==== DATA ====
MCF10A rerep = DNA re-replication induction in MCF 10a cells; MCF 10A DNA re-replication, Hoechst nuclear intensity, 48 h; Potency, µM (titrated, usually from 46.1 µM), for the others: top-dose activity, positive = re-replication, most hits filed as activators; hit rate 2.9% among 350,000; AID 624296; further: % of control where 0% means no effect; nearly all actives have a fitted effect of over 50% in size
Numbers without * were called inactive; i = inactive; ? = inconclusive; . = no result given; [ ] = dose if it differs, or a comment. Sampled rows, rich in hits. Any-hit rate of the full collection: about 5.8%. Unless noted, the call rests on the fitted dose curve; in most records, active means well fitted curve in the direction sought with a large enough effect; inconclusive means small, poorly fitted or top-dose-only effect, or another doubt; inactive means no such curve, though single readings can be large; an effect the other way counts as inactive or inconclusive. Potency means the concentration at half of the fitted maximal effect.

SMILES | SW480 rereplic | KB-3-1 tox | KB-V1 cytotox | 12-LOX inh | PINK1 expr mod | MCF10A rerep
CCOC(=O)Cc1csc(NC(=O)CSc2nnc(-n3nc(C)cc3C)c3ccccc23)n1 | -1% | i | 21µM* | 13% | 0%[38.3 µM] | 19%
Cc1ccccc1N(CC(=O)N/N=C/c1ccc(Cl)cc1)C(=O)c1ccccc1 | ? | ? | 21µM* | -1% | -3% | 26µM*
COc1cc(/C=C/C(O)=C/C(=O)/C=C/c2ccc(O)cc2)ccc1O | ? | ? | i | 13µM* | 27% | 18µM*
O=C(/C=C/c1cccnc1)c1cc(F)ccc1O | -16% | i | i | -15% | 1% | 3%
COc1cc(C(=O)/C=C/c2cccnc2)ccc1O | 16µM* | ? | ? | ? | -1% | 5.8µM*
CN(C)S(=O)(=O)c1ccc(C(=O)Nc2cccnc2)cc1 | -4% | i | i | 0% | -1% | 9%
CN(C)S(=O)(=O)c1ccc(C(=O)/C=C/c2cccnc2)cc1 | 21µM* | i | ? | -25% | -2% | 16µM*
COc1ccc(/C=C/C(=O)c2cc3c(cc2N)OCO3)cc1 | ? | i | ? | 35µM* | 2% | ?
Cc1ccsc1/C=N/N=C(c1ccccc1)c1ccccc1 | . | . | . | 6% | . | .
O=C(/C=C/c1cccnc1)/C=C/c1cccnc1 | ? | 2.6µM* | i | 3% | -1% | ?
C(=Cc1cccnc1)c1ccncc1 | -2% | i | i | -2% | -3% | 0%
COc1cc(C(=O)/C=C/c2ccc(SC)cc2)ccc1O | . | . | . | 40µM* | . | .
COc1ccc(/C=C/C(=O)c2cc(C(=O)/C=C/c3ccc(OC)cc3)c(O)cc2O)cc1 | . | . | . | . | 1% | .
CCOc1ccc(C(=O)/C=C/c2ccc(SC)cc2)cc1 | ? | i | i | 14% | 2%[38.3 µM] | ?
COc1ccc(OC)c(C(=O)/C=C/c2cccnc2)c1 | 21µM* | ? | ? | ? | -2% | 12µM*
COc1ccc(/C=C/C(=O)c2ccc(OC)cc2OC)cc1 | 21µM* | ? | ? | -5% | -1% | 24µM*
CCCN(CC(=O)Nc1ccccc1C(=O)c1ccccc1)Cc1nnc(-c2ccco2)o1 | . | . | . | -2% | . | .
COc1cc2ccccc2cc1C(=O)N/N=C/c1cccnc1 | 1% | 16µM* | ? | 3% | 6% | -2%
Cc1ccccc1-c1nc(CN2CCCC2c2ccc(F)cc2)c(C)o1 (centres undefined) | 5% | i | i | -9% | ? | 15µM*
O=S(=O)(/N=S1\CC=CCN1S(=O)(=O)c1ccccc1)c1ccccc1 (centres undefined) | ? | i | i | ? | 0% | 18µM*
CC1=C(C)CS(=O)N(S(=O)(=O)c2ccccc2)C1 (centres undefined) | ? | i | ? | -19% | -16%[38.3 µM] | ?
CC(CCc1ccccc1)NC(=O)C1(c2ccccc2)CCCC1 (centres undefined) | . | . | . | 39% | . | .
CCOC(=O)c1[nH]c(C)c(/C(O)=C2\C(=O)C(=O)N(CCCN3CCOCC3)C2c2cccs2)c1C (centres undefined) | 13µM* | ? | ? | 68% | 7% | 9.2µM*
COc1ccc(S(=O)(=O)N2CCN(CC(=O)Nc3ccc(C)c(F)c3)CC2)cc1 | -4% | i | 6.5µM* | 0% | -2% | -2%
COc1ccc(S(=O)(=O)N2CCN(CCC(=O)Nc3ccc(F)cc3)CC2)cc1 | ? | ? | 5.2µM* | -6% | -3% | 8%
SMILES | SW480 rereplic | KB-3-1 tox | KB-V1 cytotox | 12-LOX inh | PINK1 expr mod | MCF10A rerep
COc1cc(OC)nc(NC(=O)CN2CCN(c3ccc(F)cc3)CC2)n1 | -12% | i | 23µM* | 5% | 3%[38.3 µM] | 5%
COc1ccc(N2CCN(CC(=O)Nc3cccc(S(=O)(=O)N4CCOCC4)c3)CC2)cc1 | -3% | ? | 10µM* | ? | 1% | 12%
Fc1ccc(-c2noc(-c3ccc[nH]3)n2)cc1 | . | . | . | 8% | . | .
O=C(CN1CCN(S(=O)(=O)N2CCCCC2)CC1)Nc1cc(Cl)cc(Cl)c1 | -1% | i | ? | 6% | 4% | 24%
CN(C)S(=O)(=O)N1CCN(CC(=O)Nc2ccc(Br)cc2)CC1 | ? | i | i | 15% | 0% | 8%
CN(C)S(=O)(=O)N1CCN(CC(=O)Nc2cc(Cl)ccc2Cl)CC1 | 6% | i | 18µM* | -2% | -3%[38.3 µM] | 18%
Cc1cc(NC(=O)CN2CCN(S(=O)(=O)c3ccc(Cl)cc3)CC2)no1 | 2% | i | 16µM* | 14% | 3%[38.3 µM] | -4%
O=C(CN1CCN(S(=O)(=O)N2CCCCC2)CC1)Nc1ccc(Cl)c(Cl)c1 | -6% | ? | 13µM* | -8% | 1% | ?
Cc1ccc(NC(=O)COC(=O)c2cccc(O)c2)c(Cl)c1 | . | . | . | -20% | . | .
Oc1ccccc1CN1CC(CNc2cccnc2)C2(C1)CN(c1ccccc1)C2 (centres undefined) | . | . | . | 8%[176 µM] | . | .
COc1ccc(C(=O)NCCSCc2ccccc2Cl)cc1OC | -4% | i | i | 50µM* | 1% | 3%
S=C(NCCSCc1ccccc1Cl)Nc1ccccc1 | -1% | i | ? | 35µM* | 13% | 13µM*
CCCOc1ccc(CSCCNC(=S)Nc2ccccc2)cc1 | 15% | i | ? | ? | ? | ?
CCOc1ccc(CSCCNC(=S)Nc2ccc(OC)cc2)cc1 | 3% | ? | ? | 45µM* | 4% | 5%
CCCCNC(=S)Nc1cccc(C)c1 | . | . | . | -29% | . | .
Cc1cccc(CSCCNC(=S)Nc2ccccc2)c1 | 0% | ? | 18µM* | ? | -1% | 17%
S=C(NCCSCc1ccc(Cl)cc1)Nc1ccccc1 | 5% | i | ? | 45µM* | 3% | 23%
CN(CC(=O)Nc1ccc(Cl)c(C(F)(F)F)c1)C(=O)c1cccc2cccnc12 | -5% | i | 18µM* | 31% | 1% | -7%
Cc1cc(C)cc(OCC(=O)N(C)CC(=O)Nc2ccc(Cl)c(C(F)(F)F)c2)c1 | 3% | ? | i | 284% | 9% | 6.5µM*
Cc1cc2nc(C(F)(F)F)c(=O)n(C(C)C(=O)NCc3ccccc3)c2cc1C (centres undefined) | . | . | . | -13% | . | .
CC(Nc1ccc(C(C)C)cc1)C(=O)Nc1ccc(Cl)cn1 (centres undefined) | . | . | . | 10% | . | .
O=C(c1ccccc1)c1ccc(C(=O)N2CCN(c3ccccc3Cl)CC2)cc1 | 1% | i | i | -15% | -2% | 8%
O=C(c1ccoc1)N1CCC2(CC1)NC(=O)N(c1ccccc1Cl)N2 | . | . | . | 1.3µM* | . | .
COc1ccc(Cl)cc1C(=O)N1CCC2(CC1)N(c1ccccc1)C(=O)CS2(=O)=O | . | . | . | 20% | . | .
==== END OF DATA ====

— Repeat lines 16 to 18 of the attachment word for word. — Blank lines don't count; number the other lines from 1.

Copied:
COc1ccc(/C=C/C(=O)c2cc(C(=O)/C=C/c3ccc(OC)cc3)c(O)cc2O)cc1 | . | . | . | . | 1% | .
CCOc1ccc(C(=O)/C=C/c2ccc(SC)cc2)cc1 | ? | i | i | 14% | 2%[38.3 µM] | ?
COc1ccc(OC)c(C(=O)/C=C/c2cccnc2)c1 | 21µM* | ? | ? | ? | -2% | 12µM*